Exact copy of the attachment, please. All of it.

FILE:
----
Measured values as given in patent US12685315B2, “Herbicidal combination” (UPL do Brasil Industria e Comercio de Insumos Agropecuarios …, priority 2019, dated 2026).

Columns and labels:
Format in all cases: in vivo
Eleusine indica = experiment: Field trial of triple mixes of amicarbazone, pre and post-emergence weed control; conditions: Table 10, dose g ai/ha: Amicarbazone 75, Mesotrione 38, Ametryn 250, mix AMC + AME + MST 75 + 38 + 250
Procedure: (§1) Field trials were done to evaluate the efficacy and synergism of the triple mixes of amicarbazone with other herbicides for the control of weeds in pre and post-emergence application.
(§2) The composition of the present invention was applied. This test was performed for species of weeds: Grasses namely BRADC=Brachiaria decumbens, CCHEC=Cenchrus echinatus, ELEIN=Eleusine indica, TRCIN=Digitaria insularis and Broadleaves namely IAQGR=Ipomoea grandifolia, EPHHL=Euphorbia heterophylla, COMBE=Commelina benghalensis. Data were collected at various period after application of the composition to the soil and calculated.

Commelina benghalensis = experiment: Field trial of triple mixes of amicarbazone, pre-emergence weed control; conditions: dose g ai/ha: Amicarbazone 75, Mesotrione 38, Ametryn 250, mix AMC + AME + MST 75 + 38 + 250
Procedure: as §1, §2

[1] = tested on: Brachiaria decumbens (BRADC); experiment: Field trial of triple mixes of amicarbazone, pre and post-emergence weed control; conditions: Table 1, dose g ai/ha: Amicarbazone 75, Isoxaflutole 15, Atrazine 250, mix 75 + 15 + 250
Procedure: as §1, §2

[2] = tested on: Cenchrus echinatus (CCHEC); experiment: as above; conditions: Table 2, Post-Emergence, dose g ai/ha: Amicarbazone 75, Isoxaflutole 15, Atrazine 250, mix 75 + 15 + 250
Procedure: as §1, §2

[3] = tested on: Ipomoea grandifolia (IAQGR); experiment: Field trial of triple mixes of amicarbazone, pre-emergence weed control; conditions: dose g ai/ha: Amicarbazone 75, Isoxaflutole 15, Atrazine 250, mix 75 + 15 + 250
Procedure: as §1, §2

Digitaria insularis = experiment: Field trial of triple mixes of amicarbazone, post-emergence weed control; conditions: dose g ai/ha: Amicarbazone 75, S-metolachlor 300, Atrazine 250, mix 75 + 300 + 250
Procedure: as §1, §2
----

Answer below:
Measured values as given in patent US12685315B2, “Herbicidal combination” (UPL do Brasil Industria e Comercio de Insumos Agropecuarios …, priority 2019, dated 2026).

Columns and labels:
Format in all cases: in vivo
Eleusine indica = experiment: Field trial of triple mixes of amicarbazone, pre and post-emergence weed control; conditions: Table 10, dose g ai/ha: Amicarbazone 75, Mesotrione 38, Ametryn 250, mix AMC + AME + MST 75 + 38 + 250
Procedure: (§1) Field trials were done to evaluate the efficacy and synergism of the triple mixes of amicarbazone with other herbicides for the control of weeds in pre and post-emergence application.
(§2) The composition of the present invention was applied. This test was performed for species of weeds: Grasses namely BRADC=Brachiaria decumbens, CCHEC=Cenchrus echinatus, ELEIN=Eleusine indica, TRCIN=Digitaria insularis and Broadleaves namely IAQGR=Ipomoea grandifolia, EPHHL=Euphorbia heterophylla, COMBE=Commelina benghalensis. Data were collected at various period after application of the composition to the soil and calculated.

Commelina benghalensis = experiment: Field trial of triple mixes of amicarbazone, pre-emergence weed control; conditions: dose g ai/ha: Amicarbazone 75, Mesotrione 38, Ametryn 250, mix AMC + AME + MST 75 + 38 + 250
Procedure: as §1, §2

[1] = tested on: Brachiaria decumbens (BRADC); experiment: Field trial of triple mixes of amicarbazone, pre and post-emergence weed control; conditions: Table 1, dose g ai/ha: Amicarbazone 75, Isoxaflutole 15, Atrazine 250, mix 75 + 15 + 250
Procedure: as §1, §2

[2] = tested on: Cenchrus echinatus (CCHEC); experiment: as above; conditions: Table 2, Post-Emergence, dose g ai/ha: Amicarbazone 75, Isoxaflutole 15, Atrazine 250, mix 75 + 15 + 250
Procedure: as §1, §2

[3] = tested on: Ipomoea grandifolia (IAQGR); experiment: Field trial of triple mixes of amicarbazone, pre-emergence weed control; conditions: dose g ai/ha: Amicarbazone 75, Isoxaflutole 15, Atrazine 250, mix 75 + 15 + 250
Procedure: as §1, §2

Digitaria insularis = experiment: Field trial of triple mixes of amicarbazone, post-emergence weed control; conditions: dose g ai/ha: Amicarbazone 75, S-metolachlor 300, Atrazine 250, mix 75 + 300 + 250
Procedure: as §1, §2